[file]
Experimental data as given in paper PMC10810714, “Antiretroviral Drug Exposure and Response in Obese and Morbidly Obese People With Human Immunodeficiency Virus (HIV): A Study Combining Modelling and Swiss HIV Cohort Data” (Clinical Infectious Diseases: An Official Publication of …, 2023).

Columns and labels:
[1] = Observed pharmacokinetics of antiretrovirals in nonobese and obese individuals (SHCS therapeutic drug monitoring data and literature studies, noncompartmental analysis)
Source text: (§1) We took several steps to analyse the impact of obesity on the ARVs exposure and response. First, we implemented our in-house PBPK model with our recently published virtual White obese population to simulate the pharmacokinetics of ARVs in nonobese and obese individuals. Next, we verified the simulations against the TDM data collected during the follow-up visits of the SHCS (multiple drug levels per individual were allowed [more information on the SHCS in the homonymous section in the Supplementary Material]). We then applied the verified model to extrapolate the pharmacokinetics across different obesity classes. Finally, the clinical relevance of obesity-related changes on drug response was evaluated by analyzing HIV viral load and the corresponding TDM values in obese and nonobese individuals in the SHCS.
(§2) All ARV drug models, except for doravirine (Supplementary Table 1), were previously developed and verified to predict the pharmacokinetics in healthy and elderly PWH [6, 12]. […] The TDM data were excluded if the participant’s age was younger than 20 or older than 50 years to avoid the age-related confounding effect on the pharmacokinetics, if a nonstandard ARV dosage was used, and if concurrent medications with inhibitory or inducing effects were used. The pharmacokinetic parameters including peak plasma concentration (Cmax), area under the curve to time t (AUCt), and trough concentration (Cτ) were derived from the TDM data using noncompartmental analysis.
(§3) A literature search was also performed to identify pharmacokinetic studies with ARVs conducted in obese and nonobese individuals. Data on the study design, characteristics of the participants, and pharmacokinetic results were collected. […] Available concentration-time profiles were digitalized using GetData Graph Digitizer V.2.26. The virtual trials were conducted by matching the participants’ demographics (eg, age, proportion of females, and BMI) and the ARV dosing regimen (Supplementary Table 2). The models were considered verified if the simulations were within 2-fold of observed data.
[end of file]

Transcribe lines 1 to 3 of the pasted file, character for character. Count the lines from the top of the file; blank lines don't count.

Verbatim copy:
Experimental data as given in paper PMC10810714, “Antiretroviral Drug Exposure and Response in Obese and Morbidly Obese People With Human Immunodeficiency Virus (HIV): A Study Combining Modelling and Swiss HIV Cohort Data” (Clinical Infectious Diseases: An Official Publication of …, 2023).

Columns and labels:
[1] = Observed pharmacokinetics of antiretrovirals in nonobese and obese individuals (SHCS therapeutic drug monitoring data and literature studies, noncompartmental analysis)